[TO THE EDITOR OF THE "SPECTATOR."]
Sra,—Vivisectors of animals are wont to repudiate the accusation of being moved merely by the ardour of scientific curiosity. They assure us that they pursue their odious work from pure enthu- siasm of humanity, which leads them to crush their natural im- pulses of pity to the suffering brutes in the hope of finding relief for the diseases of men and women. The whole literature of Vivi- section is a tacit refutation of this claim, crammed as it is with expressions of scientific " interest," and even of " pleasure," in experiments, and void almost totally of reference to the humane longings which ought, on the hypothesis, to breathe through every line. The following extract, from a very important recently published volume, affords, however, I venture to think,
a still more direct evidence of absolute disregard of the interests of a human sufferer, when a curious problem of science may be solved by setting him aside. As such cases will not readily find their way to English readers, I shall feel greatly indebted to you if you will give this one the publicity of a place in your
columns.—I am, Sir, Ac.,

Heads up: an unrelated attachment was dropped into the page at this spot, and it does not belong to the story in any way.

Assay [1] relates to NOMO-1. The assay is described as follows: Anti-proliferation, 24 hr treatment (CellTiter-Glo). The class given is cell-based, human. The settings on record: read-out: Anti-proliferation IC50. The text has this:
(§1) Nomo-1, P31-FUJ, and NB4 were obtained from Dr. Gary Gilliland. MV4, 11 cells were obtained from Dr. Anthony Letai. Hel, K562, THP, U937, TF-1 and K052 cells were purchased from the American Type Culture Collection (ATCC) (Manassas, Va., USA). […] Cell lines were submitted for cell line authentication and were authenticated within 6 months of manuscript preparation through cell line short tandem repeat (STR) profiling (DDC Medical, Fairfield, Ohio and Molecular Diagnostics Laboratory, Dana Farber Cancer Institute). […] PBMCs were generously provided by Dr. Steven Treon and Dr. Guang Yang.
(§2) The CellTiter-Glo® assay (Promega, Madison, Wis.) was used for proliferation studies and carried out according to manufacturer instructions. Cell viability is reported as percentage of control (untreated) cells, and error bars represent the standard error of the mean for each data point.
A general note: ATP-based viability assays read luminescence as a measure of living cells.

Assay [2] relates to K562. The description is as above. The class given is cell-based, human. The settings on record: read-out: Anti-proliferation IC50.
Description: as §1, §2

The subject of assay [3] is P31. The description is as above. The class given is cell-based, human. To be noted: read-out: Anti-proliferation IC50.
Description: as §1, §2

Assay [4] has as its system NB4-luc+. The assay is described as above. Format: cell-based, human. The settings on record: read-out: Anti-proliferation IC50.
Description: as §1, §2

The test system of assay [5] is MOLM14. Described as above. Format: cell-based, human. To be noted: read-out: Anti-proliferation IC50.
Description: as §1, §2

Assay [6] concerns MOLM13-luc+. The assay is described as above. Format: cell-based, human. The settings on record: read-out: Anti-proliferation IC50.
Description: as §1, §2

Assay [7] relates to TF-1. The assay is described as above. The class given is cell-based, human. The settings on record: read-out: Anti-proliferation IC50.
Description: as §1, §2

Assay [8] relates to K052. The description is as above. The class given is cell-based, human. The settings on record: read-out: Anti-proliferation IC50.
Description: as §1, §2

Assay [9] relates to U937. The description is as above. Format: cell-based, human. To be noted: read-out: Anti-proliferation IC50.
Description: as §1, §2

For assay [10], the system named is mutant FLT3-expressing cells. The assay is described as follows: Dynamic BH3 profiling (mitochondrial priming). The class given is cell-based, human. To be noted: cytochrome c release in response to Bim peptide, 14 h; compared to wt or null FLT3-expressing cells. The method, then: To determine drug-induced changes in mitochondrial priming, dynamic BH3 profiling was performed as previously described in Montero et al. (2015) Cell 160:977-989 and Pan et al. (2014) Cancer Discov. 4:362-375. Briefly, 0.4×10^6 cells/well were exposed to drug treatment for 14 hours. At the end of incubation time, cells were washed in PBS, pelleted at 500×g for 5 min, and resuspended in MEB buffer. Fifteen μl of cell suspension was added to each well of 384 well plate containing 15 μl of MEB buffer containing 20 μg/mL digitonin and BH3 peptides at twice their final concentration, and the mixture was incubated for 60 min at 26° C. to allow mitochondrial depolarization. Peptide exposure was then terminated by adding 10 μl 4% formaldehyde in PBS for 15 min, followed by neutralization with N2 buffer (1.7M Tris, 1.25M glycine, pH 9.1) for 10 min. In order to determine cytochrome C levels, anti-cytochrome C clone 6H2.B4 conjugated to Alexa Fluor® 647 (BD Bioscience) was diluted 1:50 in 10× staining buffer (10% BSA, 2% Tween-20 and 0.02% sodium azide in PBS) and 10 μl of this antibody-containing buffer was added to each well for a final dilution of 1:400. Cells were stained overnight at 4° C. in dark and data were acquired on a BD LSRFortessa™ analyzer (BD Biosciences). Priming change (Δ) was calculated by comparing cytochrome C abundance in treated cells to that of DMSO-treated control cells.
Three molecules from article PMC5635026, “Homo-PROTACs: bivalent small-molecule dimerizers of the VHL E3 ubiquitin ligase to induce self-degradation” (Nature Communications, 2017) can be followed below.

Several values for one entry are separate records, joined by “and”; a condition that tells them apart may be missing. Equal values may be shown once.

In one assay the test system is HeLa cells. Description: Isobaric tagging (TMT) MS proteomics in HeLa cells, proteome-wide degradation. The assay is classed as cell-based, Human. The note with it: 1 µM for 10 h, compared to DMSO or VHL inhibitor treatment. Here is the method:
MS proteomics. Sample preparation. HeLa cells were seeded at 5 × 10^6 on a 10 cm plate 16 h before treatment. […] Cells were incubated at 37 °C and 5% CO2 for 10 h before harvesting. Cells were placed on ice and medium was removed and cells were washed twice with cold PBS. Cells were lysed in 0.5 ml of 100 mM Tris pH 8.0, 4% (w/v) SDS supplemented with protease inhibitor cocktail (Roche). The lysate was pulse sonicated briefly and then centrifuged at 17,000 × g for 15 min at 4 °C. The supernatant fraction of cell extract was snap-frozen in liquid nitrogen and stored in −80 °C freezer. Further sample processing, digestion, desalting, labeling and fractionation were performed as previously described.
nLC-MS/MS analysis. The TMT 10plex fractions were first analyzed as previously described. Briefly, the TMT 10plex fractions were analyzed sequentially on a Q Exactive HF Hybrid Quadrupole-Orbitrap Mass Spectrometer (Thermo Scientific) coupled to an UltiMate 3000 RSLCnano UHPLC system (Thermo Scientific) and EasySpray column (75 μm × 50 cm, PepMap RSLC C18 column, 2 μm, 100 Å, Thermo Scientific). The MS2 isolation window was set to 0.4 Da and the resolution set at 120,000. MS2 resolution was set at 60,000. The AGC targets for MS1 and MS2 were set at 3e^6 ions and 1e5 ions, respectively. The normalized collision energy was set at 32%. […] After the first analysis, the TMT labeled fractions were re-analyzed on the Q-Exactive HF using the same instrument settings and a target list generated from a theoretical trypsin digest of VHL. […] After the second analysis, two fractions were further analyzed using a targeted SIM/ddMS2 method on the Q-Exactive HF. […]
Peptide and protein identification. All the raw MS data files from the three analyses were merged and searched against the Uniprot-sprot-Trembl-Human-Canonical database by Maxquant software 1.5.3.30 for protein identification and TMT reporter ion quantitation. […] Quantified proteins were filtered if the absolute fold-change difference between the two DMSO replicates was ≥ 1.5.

In the "Archives ltaliennes do Biologie," Tom. II., p. 441 (Turin, 1882), there is a review of a paper by Dr. Ezio Sciamauna, communi- cated by him to the R. Accademia del Liucei, Vol. XIII., June 25th 1882. The paper treats of " Phenomena produced by the application of the electric current to the dura mater, and modification of the cerebral pulse " (polso cerebrate). The reviewer writes as follows :—" In making these researches, the author proposed to himself to solve the question whether the excitation of the brain causes the same results in the human subject as are obtained in the case of animals, and particularly in the case of apes." "The individual who served for his experiments was Rinalducci, who entered the hospital under the care of Sciamanna, on March 23rd, 1882, for a fracture of the right parietal bone. Trepanning was considered needful, and a circular opening of 35 m. in diameter was made through the skull. The dura mater was left exposed, and the experimenter was obliged to limit himself to ex- citing the brain through this membrane." (After this statement, the- reviewer, without pause, proceeds in the next paragraph to make the following startling remark) :—" The autopsy, carried oat four days after the entrance of the patient into the hospital, revealed the exact points of the brain which had been excited during life. The points- were marked in black on the dura mater shortly after death, and served for localisation at the autopsy as indicating the corresponding parts in the brain itself." (Reference here follows to the two very remarkable lithographs of poor Rinaldacci's head in the Appendix_ to the "Archives.") "Two words," continues the reviewer, "on the method of excitation. The author used Faraday's current, and the- galvanic current. For want of space the author preferred single- poled applications. The positive electrode was held fixed, either- on an unexcitable point of the dura mater, or outside the opening on the summit of the head, or on the sternum. The negative electrode, on the contrary, was moved about (on di- placait) over the dura mater, and notes were taken of the motor phenomena which these displacements produced. The intensity of the current was felt to the end of the fingers. The individual was not asleep ; once only, and that ineffectually, chloral, anmsthesia was attempted." After this follow the results. The mouth of the patient closed, each jaw being in tetanio contraction; movements- took place of the arm, left hand, rotation of the head to the left, opening of the mouth, ecc. It is remarked that "no spasmodic or jerking movements were observed, such as those which Cheroot obtains from his hysterical patients, nor the choreique movements. noted by Barthalaw."